Kump et al (2013) examined if patients with ulcerative colitis (UC) would benefit from FMT and if dysbiosis can be reversed.  A total of 6 patients with chronic active UC non-responsive to standard medical therapy were treated with FMT by colonoscopic administration.  Changes in the colonic microbiota were assessed by 16S rDNA-based microbial community profiling using high-throughput pyro-sequencing from mucosal and stool samples.  All patients experienced short-term clinical improvement within the first 2 weeks after FMT.  However, none of the patients achieved clinical remission.  Microbiota profiling showed differences in the modification of the intestinal microbiota between individual patients after FMT.  In 3 patients, the colonic microbiota changed toward the donor microbiota; however, this did not correlate with clinical response.  On phylum level, there was a significant reduction of proteobacteria and an increase in bacteroidetes after FMT.  The authors concluded that FMT by a single colonoscopic donor stool application is not effective in inducing remission in chronic active therapy-refractory UC.  Changes in the composition of the intestinal microbiota were significant and resulted in a partial improvement of UC-associated dysbiosis.  They stated that the results of this small study suggested that dysbiosis in UC is at least in part a secondary phenomenon induced by inflammation and diarrhea rather than being causative for inflammation in this disease.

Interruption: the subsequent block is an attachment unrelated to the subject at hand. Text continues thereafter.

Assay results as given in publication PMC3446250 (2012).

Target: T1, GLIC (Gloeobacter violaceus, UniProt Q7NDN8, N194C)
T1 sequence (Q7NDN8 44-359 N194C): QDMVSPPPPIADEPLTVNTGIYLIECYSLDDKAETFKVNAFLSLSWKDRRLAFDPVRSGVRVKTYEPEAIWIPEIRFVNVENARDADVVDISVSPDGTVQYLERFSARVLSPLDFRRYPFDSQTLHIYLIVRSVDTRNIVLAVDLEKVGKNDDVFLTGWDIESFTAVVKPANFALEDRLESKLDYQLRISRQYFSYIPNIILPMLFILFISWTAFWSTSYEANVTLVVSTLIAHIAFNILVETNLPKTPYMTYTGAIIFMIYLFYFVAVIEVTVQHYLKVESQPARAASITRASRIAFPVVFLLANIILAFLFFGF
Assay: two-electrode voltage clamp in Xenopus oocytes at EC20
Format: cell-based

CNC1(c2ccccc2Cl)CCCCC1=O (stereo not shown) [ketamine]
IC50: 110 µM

Zhang et al (2013) stated that the concept of FMT has been used in traditional Chinese medicine at least since the 4th century.  Evidence from recent human studies strongly supports the link between intestinal bacteria and IBD.  These investigators proposed that standardized FMT might be a promising rescue therapy for refractory IBD.  However, there were no reports of FMT used in patients with severe Crohn's disease (CD).  These researchers reported the successful treatment of standardized FMT as a rescue therapy for a case of refractory CD complicated with fistula, residual barium sulfate and formation of intra-peritoneal large inflammatory mass.  The authors concluded that this was the first case of severe CD treated using FMT through mid-gut.